Gloom reigned over the global markets after a savaging Asian equities selloff, with Japan's Nikkei closing down 5.40%. The latest round on instability reminded investors of the beginning of the financial crisis in 2008 when banks almost collapsed under the burden of their debts, driving major indexes deep into the red and rocking the world economies in the process.
Copper particularly had a hard time today, as traders treat it as a proxy for the world's growth as its used widely in industrial projects around the globe and especially in China. The metal's futures sank nearly three percent today to a two-week low at $2.029 a pound, not far from a multi-year low hit last month at $1.937.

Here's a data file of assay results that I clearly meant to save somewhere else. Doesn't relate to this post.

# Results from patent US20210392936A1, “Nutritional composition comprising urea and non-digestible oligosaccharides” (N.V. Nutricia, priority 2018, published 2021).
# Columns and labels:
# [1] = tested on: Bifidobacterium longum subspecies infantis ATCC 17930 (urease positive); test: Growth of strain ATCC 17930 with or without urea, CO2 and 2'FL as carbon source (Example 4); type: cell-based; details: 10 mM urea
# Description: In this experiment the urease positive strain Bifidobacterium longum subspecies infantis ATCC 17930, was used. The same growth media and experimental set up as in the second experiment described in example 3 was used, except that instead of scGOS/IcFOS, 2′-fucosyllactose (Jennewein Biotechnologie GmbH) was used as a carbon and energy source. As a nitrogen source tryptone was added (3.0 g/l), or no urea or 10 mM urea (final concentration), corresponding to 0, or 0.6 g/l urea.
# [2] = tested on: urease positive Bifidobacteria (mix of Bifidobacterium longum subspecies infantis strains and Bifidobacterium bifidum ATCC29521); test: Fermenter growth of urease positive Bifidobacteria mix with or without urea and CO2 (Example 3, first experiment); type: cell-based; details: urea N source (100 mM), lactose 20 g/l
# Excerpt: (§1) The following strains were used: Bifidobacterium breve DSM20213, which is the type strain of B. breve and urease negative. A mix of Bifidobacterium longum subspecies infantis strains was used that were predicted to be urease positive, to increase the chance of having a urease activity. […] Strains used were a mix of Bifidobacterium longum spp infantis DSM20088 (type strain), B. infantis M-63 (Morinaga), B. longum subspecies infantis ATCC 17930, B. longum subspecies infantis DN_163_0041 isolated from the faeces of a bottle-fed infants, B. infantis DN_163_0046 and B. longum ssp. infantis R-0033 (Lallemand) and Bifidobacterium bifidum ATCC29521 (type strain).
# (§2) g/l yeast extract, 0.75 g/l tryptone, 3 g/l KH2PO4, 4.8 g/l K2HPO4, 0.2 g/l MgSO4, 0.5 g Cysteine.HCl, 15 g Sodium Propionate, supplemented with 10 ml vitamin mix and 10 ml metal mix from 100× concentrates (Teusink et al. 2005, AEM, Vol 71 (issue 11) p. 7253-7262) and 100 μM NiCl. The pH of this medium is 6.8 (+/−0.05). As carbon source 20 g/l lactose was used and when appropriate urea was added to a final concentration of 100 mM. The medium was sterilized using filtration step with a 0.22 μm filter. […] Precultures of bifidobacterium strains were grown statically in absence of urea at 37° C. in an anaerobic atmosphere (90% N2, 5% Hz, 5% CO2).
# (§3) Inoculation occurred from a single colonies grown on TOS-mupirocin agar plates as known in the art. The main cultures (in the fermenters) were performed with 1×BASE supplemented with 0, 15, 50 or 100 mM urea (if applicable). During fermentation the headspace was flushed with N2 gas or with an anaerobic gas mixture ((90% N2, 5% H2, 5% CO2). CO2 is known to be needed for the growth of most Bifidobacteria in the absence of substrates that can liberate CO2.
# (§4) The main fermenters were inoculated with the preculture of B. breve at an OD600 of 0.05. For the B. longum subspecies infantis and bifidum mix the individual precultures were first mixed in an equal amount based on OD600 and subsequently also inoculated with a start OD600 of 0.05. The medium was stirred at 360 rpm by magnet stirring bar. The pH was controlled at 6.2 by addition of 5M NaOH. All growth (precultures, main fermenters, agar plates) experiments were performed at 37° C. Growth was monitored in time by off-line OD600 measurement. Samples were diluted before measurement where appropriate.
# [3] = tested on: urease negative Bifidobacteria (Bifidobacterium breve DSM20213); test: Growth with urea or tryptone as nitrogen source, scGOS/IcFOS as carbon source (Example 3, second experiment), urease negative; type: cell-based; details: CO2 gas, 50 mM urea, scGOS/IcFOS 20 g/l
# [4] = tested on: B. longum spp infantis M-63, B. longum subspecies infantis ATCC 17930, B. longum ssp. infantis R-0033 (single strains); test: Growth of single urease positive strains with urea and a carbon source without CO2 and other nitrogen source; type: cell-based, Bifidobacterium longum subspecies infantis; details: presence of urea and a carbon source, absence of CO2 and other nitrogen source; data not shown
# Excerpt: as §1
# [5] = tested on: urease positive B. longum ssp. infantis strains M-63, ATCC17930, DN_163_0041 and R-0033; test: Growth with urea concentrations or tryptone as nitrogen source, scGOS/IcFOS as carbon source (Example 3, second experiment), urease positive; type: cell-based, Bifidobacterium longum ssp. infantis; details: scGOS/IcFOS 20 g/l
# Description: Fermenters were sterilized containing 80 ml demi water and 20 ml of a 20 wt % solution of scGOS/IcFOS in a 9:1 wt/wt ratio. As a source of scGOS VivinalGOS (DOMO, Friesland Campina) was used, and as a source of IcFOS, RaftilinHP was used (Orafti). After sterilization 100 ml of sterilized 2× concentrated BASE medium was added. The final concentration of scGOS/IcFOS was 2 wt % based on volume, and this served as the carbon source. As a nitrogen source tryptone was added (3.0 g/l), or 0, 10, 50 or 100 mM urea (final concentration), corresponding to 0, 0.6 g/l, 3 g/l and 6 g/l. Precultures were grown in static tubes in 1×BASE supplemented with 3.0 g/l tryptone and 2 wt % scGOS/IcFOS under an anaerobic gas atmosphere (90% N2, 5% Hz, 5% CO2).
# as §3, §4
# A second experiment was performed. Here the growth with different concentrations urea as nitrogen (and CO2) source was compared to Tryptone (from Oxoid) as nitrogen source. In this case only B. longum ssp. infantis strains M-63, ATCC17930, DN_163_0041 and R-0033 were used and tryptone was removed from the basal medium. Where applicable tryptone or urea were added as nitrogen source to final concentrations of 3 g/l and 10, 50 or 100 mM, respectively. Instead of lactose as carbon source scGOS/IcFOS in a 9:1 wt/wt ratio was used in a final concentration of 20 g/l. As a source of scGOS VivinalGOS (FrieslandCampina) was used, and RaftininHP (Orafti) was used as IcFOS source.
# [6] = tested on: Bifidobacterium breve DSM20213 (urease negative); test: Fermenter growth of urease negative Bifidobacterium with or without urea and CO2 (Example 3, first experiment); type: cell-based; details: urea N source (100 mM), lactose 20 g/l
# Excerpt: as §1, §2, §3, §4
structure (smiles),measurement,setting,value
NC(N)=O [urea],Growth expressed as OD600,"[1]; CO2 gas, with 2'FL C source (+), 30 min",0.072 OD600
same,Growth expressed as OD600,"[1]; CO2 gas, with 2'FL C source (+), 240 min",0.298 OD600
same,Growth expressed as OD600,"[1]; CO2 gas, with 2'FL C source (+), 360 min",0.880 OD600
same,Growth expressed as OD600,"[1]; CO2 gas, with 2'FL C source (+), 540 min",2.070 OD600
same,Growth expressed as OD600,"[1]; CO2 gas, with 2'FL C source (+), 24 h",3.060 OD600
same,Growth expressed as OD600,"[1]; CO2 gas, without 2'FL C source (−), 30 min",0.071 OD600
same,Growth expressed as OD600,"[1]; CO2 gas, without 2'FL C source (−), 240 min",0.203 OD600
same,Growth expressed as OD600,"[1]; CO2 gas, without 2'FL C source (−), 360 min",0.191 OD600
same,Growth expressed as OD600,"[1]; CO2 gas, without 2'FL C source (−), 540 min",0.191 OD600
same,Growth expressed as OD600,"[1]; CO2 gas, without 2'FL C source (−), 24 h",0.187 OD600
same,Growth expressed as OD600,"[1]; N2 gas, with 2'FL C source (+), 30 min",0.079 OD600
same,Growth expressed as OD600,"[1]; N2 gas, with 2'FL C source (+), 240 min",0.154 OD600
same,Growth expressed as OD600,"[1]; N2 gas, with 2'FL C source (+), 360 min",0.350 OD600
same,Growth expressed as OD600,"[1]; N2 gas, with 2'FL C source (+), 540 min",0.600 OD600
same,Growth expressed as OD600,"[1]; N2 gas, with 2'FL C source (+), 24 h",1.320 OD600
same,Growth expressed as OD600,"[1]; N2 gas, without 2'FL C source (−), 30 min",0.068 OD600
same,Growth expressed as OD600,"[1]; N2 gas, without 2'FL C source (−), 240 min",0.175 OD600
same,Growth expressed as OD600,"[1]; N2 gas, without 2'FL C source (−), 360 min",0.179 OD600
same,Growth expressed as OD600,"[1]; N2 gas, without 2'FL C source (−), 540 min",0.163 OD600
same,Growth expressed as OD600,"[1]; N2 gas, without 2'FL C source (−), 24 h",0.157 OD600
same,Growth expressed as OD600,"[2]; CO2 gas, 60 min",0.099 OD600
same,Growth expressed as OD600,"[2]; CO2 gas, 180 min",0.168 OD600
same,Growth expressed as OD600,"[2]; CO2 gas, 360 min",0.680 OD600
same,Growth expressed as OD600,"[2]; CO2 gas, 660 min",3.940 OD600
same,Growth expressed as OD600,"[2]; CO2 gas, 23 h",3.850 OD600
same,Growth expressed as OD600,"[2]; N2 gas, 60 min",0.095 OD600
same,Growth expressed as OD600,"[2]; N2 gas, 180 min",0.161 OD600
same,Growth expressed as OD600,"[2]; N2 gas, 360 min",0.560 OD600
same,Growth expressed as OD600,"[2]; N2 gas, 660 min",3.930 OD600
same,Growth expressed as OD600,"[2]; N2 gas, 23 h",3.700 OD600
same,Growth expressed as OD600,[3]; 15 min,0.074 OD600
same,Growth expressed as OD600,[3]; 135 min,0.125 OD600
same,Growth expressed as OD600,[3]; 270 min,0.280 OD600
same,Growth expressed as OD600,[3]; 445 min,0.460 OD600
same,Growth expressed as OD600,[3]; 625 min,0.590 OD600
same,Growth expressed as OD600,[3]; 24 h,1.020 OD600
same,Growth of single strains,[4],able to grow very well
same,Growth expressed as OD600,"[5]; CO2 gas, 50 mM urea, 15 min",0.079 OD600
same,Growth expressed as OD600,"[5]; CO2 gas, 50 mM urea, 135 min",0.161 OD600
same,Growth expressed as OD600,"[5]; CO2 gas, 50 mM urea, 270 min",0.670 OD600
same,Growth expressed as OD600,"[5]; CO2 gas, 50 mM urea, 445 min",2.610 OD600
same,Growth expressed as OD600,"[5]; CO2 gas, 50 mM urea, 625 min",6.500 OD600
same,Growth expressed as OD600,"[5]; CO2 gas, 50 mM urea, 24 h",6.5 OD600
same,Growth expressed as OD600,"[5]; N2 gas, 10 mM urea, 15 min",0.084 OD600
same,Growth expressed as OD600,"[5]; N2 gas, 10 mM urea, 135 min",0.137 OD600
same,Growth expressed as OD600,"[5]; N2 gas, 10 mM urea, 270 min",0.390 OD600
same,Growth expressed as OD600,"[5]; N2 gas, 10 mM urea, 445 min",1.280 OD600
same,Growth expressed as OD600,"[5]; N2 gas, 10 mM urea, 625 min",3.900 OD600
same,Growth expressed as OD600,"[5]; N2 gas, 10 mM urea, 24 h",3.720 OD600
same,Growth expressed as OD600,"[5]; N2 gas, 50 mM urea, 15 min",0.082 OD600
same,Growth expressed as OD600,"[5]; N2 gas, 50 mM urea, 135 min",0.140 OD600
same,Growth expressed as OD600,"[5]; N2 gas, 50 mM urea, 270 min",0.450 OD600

Other "precious" metals didn't benefit too much from the turmoil as they usually do, with gold futures sliding eight dollars, or 0.70% to $1,189 an ounce, while silver futures gave up nine cents, or 0.56% to trade at $15.34 an ounce.
European shares registered deep losses, with the pan-European index FTSEurofirst skidding to its lowest since 2013 at 1,208, before trading last at 1,226, down 1.10% on the day. Germany's DAX lost 40 points, or half a percent to trade at 8,946, while Britain's FTSE100 index dipped 30 points, or 0.55% to move around 5,657.
Oil prices kept trying to stay above the fray, sneaking higher amid the troubled markets. Brent crude futures added a few cents to trade at $32.90 a barrel, but U.S. West Texas Intermediary (WTI) crude futures recorded much larger profits, powering up 1.40%, or 40 cents to $30.12 a barrel.